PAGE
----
Kenshi - How to Set Up Efficient Production Chains > MGW: Video Game Guides, Cheats, Tips and Tricks
Kenshi – How to Set Up Efficient Production Chains
This is not a detailed guide of how to set up every possible production chain in Kenshi, but rather a list of design principles that should help you make any production chain more efficient. Stick to these principles and your outpost will run like a well-oiled machine!
Proximity. The buildings/machines that make up a production chain should be placed as close as possible to each other while still leaving enough room for characters to the path between them (don’t want big blocks of stuff that force characters to walk around them). Gets more complicated with production chains that intersect, but it’s doable.
Full-time operators. If a machine requires a full-time operator, avoid giving that operator any other jobs. The exception is if you don’t need the machine producing 24/7, in which case you can give the operator some simpler jobs down the priority order.
Part-time operators. Machines that have significant downtime, like farms, should not have dedicated operators unless you have so many that the production cycle of the first restarts by the time the operator is done working on the last. Instead, have those characters operate several such machines, haul stuff or operate full-time machines as a lower priority.
Balanced production ratios. If you need to produce one type of materials that are used in the production of several other types of materials/items (e.g. iron plates), make sure you have more machines/workers allocated on those jobs than you have on the production of individual materials down the chain. You may have one iron refinery feeding one steel refinery, a second one feeding a copper alloy bench, and a third producing iron plates for construction.
Auto-haul to storage when idle. Make sure you have the AI behavior enabled that allows characters that are not doing anything to haul materials to storage. As long as you have enough storage, this will help unblock production chains.
Hauling team. In most cases, if you have the above option enabled, you won’t need many dedicated haulers. However, if you notice that some types of storage aren’t being filled quickly enough, allocate 2-4 people only to hauling jobs.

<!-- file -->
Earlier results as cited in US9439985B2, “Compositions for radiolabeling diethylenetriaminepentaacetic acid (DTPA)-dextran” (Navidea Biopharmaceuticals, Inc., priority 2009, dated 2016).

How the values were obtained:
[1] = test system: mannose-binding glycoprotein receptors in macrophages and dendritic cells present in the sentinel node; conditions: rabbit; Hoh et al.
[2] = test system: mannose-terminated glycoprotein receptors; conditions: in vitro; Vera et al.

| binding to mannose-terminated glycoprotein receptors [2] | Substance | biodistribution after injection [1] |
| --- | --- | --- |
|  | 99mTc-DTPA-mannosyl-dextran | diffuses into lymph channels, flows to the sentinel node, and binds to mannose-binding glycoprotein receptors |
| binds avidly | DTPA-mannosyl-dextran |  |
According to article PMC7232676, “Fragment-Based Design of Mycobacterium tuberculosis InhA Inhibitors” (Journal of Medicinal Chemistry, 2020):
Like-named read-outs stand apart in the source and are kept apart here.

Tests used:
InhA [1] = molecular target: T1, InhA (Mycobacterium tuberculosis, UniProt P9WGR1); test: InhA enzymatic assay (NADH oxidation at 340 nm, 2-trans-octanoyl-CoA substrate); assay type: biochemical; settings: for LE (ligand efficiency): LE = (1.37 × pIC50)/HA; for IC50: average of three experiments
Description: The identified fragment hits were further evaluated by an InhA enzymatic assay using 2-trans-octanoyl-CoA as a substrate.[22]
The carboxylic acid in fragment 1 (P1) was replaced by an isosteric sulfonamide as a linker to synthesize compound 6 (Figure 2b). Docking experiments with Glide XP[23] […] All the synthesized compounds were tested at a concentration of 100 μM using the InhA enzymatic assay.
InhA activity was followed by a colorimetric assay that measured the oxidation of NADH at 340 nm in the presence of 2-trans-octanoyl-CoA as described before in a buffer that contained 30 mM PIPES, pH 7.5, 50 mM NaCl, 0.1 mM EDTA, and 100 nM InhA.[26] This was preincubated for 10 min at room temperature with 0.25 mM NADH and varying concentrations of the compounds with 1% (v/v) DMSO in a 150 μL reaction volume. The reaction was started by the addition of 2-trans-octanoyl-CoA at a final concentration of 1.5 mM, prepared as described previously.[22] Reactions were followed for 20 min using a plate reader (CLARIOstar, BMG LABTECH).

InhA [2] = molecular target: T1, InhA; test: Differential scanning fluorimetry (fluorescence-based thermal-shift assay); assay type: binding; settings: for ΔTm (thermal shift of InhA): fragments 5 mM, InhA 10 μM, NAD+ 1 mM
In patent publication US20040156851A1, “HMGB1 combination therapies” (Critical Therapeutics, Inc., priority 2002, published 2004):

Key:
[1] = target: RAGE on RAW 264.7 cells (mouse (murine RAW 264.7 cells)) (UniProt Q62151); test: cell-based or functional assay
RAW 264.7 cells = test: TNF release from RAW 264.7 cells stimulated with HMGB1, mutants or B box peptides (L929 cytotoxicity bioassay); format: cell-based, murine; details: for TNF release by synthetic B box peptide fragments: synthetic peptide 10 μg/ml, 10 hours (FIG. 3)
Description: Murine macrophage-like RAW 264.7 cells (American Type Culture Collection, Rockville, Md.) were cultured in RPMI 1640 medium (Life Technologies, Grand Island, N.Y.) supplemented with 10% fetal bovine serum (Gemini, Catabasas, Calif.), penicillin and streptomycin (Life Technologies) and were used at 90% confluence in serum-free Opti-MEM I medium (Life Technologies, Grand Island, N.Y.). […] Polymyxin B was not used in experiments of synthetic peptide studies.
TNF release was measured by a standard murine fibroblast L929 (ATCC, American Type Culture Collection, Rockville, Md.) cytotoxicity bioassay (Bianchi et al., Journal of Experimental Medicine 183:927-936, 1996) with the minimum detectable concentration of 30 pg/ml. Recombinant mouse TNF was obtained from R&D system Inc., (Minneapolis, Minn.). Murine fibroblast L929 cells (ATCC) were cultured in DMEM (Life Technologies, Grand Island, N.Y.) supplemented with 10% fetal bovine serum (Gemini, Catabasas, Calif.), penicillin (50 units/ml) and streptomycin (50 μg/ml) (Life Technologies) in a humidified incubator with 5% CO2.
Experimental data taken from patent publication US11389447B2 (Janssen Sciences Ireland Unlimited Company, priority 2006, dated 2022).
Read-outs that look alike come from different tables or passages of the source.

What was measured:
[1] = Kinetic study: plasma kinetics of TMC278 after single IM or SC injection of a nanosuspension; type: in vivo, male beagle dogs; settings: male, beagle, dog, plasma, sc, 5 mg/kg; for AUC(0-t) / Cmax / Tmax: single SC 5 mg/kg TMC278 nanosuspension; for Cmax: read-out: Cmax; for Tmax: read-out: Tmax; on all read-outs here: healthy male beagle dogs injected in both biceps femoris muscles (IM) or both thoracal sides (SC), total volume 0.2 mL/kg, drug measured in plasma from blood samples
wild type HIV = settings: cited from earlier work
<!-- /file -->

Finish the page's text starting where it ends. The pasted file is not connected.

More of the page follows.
Surplus > shortage. This one’s pretty obvious, but producing a surplus and building up a stockpile of materials is preferable to risking of shortages by producing just enough of what you need at any time. Apply the same principle to power production. Better to be overproducing power than to risk power outages when you least want them.
Backpack-based feeding. Instead of building food storage that requires hungry characters to drop what they’re doing to get food, try to feed everyone by strategically placing pack animals with backpacks full of food near-production hubs. That way characters can eat while working. If you do decide to go with storage-based feeding, make sure to have food storage close to all major activity hubs.
Dedicated vs. situational work. This is related to the full vs part-time operators thing but has more to do with reacting to things the game throws at your outpost, like raids. I usually only have 2-4 dedicated turret gunners (the ones with the best turret stats), with everyone else manning turrets as a low-priority job. If a big raid is imminent, put everyone’s regular duties on hold and send them to man the defenses. I tend to do the same with engineers, having 2-4 dedicated ones during intense building periods, with others joining in as a low priority if they have nothing else to do.
Training during downtime. Unless you’re looking to quickly train a bunch of soldiers and/or thieves, set training on dummies and such as the lowest priority job for just about everyone in the outpost. If you have stockpiled enough stuff that you don’t need everyone working on churning out new materials, let them train up their skills until you need more materials again.
Everyone’s a medic first. Even though I tend to build OP defenses, sometimes people get hurt because of friendly fire or because I forgot to close the gate and a few enemies got through. That’s why I recommend always having medics/robotics as the top priority job of everyone in the outposts. Of course, make sure that they all have 1-2 med/repair kits so that when somebody gets hurt, they can deal with it immediately without you having to micromanage.
Rescue team. As an extension of the above, always make sure to have 3-4 people with “rescue” as their top priority. Just like with healing injuries, they make sure your downed characters are immediately transported to a bed for a speedier recovery.
Stick to the above and you’ll usually end up with an outpost that runs like a well-oiled machine and requires almost no micromanagement. Characters occasionally getting stuck during pathing is almost unavoidable, but this can be reduced with a good building layout that allows traffic to flow easily.